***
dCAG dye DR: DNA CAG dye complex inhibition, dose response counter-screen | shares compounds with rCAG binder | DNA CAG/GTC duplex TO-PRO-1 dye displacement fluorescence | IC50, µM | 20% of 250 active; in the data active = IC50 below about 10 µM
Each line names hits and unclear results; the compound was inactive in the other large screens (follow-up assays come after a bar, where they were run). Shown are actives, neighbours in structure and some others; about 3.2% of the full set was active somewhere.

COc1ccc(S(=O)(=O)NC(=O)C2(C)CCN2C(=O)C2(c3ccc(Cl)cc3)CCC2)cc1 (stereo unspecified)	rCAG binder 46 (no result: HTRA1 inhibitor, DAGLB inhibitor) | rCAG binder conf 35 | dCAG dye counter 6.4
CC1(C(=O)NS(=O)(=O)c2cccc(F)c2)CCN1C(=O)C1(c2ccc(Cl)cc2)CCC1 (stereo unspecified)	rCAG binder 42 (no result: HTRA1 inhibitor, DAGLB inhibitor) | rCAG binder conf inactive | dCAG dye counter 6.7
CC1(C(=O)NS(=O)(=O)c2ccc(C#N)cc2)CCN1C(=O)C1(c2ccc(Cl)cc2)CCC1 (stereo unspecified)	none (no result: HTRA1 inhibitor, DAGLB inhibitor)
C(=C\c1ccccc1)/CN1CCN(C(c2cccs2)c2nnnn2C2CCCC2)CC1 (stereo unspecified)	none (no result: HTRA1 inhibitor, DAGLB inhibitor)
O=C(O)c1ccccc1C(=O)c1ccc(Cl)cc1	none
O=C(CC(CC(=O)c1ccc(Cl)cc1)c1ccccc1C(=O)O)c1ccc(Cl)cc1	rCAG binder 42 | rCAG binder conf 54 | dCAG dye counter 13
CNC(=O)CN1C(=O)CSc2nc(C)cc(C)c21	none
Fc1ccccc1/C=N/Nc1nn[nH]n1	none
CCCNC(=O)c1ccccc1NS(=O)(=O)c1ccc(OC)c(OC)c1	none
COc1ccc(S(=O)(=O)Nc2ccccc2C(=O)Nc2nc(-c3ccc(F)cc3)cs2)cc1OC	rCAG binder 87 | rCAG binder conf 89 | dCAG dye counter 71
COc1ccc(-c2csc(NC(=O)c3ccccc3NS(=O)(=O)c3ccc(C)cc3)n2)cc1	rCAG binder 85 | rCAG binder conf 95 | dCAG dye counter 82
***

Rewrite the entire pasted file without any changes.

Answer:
dCAG dye DR: DNA CAG dye complex inhibition, dose response counter-screen | shares compounds with rCAG binder | DNA CAG/GTC duplex TO-PRO-1 dye displacement fluorescence | IC50, µM | 20% of 250 active; in the data active = IC50 below about 10 µM
Each line names hits and unclear results; the compound was inactive in the other large screens (follow-up assays come after a bar, where they were run). Shown are actives, neighbours in structure and some others; about 3.2% of the full set was active somewhere.

COc1ccc(S(=O)(=O)NC(=O)C2(C)CCN2C(=O)C2(c3ccc(Cl)cc3)CCC2)cc1 (stereo unspecified)	rCAG binder 46 (no result: HTRA1 inhibitor, DAGLB inhibitor) | rCAG binder conf 35 | dCAG dye counter 6.4
CC1(C(=O)NS(=O)(=O)c2cccc(F)c2)CCN1C(=O)C1(c2ccc(Cl)cc2)CCC1 (stereo unspecified)	rCAG binder 42 (no result: HTRA1 inhibitor, DAGLB inhibitor) | rCAG binder conf inactive | dCAG dye counter 6.7
CC1(C(=O)NS(=O)(=O)c2ccc(C#N)cc2)CCN1C(=O)C1(c2ccc(Cl)cc2)CCC1 (stereo unspecified)	none (no result: HTRA1 inhibitor, DAGLB inhibitor)
C(=C\c1ccccc1)/CN1CCN(C(c2cccs2)c2nnnn2C2CCCC2)CC1 (stereo unspecified)	none (no result: HTRA1 inhibitor, DAGLB inhibitor)
O=C(O)c1ccccc1C(=O)c1ccc(Cl)cc1	none
O=C(CC(CC(=O)c1ccc(Cl)cc1)c1ccccc1C(=O)O)c1ccc(Cl)cc1	rCAG binder 42 | rCAG binder conf 54 | dCAG dye counter 13
CNC(=O)CN1C(=O)CSc2nc(C)cc(C)c21	none
Fc1ccccc1/C=N/Nc1nn[nH]n1	none
CCCNC(=O)c1ccccc1NS(=O)(=O)c1ccc(OC)c(OC)c1	none
COc1ccc(S(=O)(=O)Nc2ccccc2C(=O)Nc2nc(-c3ccc(F)cc3)cs2)cc1OC	rCAG binder 87 | rCAG binder conf 89 | dCAG dye counter 71
COc1ccc(-c2csc(NC(=O)c3ccccc3NS(=O)(=O)c3ccc(C)cc3)n2)cc1	rCAG binder 85 | rCAG binder conf 95 | dCAG dye counter 82